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Charlie Munger explains why he doesn't sell stocks during speculative frenzies

Julia La Roche
·Correspondent
·5-min read

Investing legend Charlie Munger, Berkshire Hathaway's (BRK-B, BRK-A) vice-chairman and Warren Buffett's long-time business partner, was recently asked when investors should sell a stock, especially as prices seem inflated amid a "speculative frenzy."

Munger offered his thoughts during the Annual Meeting of Shareholders of the Daily Journal Corporation (DJCO), where he serves as chairman of the board.

As of Sept. 30, the Daily Journal Corporation's stock portfolio was valued at $179.37 million. By Dec. 31, the portfolio had reached a value of $260 million, up 45% in just three months. The portfolio includes investments in Bank of America (BAC), Wells Fargo (WFC), US Bancorp (USB), and Posco (PKX), according to the most recent 13-F securities filing. The portfolio also includes a position in BYD, the Chinese manufacturer of electric buses and other vehicles.

A tendency to stick

During the meeting, a shareholder asked specifically about the "very large paper gain" in the BYD position and how Munger decides to hold on to a stock or sell some.

Munger pointed out for the first five years that Daily Journal held BYD's stock, it "did nothing." Last year, the stock quintupled.

"What happened was that BYD is very well-positioned for the transfer of Chinese automobile production from gasoline-driven cars to electricity-driven cars," Munger said. "You can imagine it's in a wonderful position. And that excited the people in China, which has its share of crazy speculators. And so the stock went way up."

He said that since the Daily Journal admires the company and likes its position, they have "a tendency to stick." He also said they'd have to pay "huge taxes" to the federal government and the state of California if they sold.

"On balance, we hold on to certain of these positions when normally we wouldn't buy a new position," he said. "Practically everybody does that. One of my smartest friends in venture capital is constantly getting huge clumps of stocks at nosebleed prices. And what he does is he sells about half of them always. That way, whatever happens, he feels smart. I don't follow that practice. I don't criticize it either."

Buffett and Munger aren't the same on everything

Munger was also asked why Daily Journal has held its Wells Fargo stake, while Berkshire has drastically cut its position. During the fourth quarter, Berkshire slashed its stake in Wells Fargo by another 58%.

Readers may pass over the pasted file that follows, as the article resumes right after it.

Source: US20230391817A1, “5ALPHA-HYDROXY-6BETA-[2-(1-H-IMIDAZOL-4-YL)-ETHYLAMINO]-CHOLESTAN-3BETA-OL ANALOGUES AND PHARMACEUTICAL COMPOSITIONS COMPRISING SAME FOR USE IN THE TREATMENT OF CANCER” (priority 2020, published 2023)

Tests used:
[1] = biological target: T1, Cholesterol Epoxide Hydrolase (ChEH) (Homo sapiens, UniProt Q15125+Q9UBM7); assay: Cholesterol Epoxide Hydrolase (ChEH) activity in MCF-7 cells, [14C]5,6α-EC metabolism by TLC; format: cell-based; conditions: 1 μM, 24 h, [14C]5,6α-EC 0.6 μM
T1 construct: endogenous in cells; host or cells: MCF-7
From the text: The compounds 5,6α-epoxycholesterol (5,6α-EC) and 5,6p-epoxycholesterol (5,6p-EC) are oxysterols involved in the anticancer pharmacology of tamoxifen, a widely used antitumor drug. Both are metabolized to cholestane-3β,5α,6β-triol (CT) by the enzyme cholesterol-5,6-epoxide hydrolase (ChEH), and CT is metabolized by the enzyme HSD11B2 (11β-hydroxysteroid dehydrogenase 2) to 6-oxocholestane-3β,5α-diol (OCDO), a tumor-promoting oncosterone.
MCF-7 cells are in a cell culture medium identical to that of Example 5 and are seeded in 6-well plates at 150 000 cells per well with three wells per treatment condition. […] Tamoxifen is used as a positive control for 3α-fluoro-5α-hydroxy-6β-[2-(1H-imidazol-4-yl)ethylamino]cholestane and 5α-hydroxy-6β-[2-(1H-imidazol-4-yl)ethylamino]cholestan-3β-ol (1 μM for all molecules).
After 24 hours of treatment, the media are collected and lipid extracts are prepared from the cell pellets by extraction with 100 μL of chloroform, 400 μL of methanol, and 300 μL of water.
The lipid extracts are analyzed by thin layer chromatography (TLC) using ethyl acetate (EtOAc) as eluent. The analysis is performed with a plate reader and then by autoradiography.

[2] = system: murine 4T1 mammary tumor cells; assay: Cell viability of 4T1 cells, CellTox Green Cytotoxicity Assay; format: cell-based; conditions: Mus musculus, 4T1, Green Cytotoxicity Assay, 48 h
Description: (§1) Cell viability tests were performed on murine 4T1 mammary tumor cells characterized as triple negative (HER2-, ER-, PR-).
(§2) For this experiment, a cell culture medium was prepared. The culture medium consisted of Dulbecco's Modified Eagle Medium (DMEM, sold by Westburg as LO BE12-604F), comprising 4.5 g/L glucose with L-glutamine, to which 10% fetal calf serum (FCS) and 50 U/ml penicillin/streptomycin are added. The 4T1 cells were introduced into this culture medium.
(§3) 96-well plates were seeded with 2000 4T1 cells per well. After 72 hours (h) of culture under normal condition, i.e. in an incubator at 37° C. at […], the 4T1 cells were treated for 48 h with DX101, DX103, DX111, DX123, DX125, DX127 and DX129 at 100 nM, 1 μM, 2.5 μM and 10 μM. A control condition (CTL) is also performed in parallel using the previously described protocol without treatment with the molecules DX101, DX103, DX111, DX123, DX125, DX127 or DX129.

"I don't think it's required that we be actually the same on everything. We have different tax considerations," Munger said.

He added, "there's no question" that Wells Fargo has disappointed long-term investors like Berkshire because of the prior management's "terrible judgment in having a culture of cross-selling."

"So, you can understand why Warren got disenchanted with Wells Fargo. I think I'm a little more lenient. I expect less out of bankers than he does," Munger said.

Later in the meeting, a shareholder asked what the Daily Journal might do with a sudden windfall of profits.

Munger said, "It's not easy to handle accumulated money in the current environment when stocks are so high and many parcels of real estate of certain kinds is also very inflated."

"It's very difficult," he said. "All I can say is we'll do the best we can. But when it gets difficult, I don't think there's any automatic fix for difficulty. I think when difficulty comes, I expect to have my share."

Another shareholder pressed Munger on the valuation of BYD and if Munger has a system for selling securities.

"Well, I so rarely hold a company like BYD that goes to a nosebleed price, but I don't think I've got a system yet. And so I'm just learning as I go along. I think you can count on the fact that if we really like the company and like the management, and that is the way we feel about BYD, we're likely to be a little too loyal. And I don't think we'll change on them," Munger said.

My policy is to ride out frenzies

In the annual letter released in January, Munger wrote that shares of Daily Journal Corporation closed at $404 on Dec. 31, a price "reached amid (1) much speculative frenzy and (2) much forced buying by index funds."

During the meeting, Munger explained that frenzies happen in the market from time to time.

"You get crazy booms. Remember the dot-com boom, when every little building in Silicon Valley ran at a huge price, and a few months later, about a third of them were vacant? There are these periods in capitalism. And I've been around for a long time, and my policy has always been to just ride them out," Munger said.

He added that he thinks shareholders should also ride them out.

"In fact, what shareholders actually do is a lot of them crowd into buying stocks on frenzy, frequently on credit, because they see that they're going up. And of course, that's a very dangerous way to invest. I think that shareholders should be more sensible and not crowd into stocks and buy them just because they're going up and they like to gamble," Munger added.

Another shareholder asked Munger if management has a "moral responsibility" to have their shares trade as close to fair value as possible.

"I don't think you can make that a moral responsibility because if you do that, I'm a moral leper," he said. "Because the Daily Journal stock sells way above the price I would pay if I were buying a new stock. So no, I don't think it's the responsibility of management to ensure where the stock sells. I think the management should tell it like it is at all times and not be a big promoter of its own stock."

Shares of the Daily Journal fell $6 on Thursday, or a decline of 1.71%, to close at $345.

Julia La Roche is a correspondent for Yahoo Finance. Follow her on Twitter.

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